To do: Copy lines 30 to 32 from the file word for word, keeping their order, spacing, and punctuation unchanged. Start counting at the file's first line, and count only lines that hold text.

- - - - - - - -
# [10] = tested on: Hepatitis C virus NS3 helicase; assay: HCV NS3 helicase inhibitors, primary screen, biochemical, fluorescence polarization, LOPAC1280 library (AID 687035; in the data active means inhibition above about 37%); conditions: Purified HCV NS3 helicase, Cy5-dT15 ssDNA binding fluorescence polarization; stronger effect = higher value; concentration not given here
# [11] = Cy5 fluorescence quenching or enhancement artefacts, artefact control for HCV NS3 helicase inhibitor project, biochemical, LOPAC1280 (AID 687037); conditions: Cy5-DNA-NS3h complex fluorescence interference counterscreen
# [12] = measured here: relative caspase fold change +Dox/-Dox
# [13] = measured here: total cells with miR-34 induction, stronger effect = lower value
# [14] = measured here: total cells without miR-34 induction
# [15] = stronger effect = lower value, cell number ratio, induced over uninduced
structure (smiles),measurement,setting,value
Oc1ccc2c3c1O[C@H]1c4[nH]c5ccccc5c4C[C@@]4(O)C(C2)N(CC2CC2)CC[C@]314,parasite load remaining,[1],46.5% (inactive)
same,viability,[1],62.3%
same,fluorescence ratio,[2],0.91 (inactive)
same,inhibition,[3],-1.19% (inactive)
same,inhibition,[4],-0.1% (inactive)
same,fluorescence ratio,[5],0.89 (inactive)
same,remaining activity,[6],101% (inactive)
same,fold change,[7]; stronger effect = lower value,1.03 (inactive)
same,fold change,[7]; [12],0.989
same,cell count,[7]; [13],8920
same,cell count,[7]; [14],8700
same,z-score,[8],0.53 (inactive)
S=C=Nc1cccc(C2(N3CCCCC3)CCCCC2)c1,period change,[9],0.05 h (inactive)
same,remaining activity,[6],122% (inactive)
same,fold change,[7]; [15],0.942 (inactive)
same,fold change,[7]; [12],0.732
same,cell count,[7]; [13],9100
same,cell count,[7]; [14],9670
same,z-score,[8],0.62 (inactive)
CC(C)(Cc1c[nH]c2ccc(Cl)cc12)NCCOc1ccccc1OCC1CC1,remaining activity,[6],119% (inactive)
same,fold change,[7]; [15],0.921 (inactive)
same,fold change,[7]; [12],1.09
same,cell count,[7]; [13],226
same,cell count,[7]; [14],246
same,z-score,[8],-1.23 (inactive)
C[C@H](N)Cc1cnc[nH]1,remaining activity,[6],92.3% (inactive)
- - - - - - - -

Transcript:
same,cell count,[7]; [13],226
same,cell count,[7]; [14],246
same,z-score,[8],-1.23 (inactive)